The recent increase in repossessions together with the slowing down of the UK housing market has provided buyers with a great opportunity to pick up a real property bargain by buying at auction. Here's how to go about bidding successfully for your dream home.
Buying properties at auction
For those wishing to sell their property in a hurry, the most effective way to do so is through a property auction. The good news for potential buyers is that prices tend to be lower at auction than they are for properties for sale on the open market, and there is no chain which could potentially hold up completion of the purchase.
The process of buying a property at auction is much quicker than it would be if you made a purchase through a traditional estate agency. As soon as the hammer falls, the lot is effectively yours, and you then have 28 days to complete the purchase.
There are a number of specialist property magazines that advertise auctions, and your local estate agent will also be able to help. Once you've found an auction, ask for a catalogue and take the time to study it carefully. The catalogue will contain information on what property is for sale, how to go about arranging to view the various lots, and it will also give details of the general conditions of sale.
When you've found a suitable property that you like, always go and have a look round it before the auction. This is not compulsory, but it is sensible. The place could be in a very poor state of structural repair, and you may not want to take on the potential hassle of repairs and building works.
It's also a good idea to consult a property valuer or surveyor to ask their opinion of the property's value if it was for sale on the open market. This will help you to set a benchmark on how far you're prepared to go once the bidding starts against the guide price the property is expected to sell for.
You will need to instruct a solicitor prior to the auction so that they can obtain any required legal information for you. The auction house may also provide legal packs which you should pass to the solicitor, along with the property listing shown in the catalogue. Make sure that there are no special conditions attached to the property you are going to bid on. For example, you might be expected to pay the legal fees of the seller, as well as your own.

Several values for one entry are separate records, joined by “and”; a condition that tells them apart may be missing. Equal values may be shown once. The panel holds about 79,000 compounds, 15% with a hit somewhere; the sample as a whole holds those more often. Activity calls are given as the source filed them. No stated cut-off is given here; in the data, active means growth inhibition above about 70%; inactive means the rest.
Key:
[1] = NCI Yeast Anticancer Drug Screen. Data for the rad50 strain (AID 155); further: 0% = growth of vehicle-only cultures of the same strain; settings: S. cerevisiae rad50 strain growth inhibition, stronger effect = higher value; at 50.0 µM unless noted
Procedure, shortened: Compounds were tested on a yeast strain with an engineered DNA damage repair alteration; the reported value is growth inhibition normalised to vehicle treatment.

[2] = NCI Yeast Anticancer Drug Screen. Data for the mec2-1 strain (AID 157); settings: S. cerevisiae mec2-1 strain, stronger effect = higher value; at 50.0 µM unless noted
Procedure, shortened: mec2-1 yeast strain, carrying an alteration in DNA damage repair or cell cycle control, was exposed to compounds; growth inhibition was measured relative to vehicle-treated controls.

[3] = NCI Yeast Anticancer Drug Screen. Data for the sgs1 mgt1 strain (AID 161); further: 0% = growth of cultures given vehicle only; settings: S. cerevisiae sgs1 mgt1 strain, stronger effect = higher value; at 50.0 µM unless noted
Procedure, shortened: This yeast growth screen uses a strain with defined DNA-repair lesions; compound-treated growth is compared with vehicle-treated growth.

Unless you are a cash buyer, you'll need to make sure you have the necessary finances in place before the auction. Once the hammer falls, you'll be asked to hand over a deposit of 10% of the sale price, with the balance due within 28 days. Always get your mortgage agreed prior to the auction or you could risk losing your deposit.
At the auction
Before you set of to the auction house, it's worth a phone call to check that the property hasn't been withdrawn and is still for sale. Don't forget to take your deposit (cash or cheque), and two forms of identification; a valid passport and utility bill are usually acceptable, but check with the auction house before you go.
On arrival at the auction rooms you'll need to register with your full name, current address and contact information. You will then be issued with a bidding card and allowed into the auction room. When you register, ask for an 'addendum sheet'. This will contain additional information about the properties that are going under the hammer on that day. Make sure there are no changes to the property that you are going to bid on.
When the bidding starts, keep calm and stick to your budget. All lots will have a guide price which is published in the catalogue, and a reserve which is not made public. The reserve price is the lowest amount that the seller will accept. If the reserve is not met, the property will not be sold.
If you can't get to the auction in person, you can still bid by phone or by proxy representative. Ask the auction house for information on the procedure for this.
Buying property at an auction might be something you could consider if you are not in a chain, and want a quick purchase. Do your research, put the finances in place, set yourself a budget and stick to it! If you can take you time however, don't hesitate to contact a local estate agent such as Beercock Wiles & Wick.
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